"Best known as a swan winging its way across the night, the constellation Cygnus is easily seen in the northern hemisphere's summertime sky. This new view of the Cygnus-X star-forming region by the Herschel Telescope highlights chaotic networks of dust and gas that point to sites of massive star formation. This image combines far-infrared data acquired at 70 micron (corresponding to the blue channel); 160 micron (corresponding to the green channel); and 250 micron (corresponding to the red channel). The observations were made on May 24, 2010, and Dec. 18, 2010.
Herschel is a European Space Agency cornerstone mission, with science instruments provided by consortia of European institutes and with important participation by NASA."Source: NASA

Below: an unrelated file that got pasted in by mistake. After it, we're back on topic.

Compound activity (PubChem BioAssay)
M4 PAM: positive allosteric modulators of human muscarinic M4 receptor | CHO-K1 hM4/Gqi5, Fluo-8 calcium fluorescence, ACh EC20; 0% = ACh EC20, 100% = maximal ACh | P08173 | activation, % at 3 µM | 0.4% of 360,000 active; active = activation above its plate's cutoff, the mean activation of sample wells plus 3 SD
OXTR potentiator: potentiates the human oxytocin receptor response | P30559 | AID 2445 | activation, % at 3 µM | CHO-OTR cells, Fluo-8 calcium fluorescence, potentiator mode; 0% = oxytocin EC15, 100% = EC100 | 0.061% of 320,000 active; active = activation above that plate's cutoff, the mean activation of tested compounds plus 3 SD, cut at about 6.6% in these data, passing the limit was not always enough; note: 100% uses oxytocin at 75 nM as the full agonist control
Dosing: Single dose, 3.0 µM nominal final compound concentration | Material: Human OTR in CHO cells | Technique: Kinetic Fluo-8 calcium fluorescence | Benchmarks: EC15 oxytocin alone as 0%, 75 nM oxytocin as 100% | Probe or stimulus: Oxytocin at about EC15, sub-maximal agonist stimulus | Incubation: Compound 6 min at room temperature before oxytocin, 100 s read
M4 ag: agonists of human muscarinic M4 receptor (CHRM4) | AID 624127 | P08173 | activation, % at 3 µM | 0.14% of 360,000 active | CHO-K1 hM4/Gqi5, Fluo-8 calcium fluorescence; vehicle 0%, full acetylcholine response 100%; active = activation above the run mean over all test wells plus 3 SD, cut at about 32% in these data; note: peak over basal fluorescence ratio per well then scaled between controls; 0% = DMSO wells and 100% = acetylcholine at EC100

From the volatile landscape of Io, pockmarked by eons of volcanic activity, to Ganymede’s saltwater oceans sandwiched between hundreds of miles of ice and rock, Jupiter’s so-called Galilean moons are uniquely diverse and act like a miniature solar system.
“Jupiter is an archetype of gas giants,” says Werner Magnes from the Space Research Institute at the Austrian Academy of Sciences in Graz, Austria. “It’s a kind of mini-solar system, which means Jupiter acts like a star in a minisystem with its moons acting like planets.”
That’s why the European Space Agency chose the distant gas giant’s icy moons as the target of its next big scientific mission. The 19-member group opted this month to send a spacecraft to explore and investigate the satellites, which are located some 500 million miles away from Earth. The plan is to launch the Jupiter Icy Moons Explorer, or JUICE, in 2022.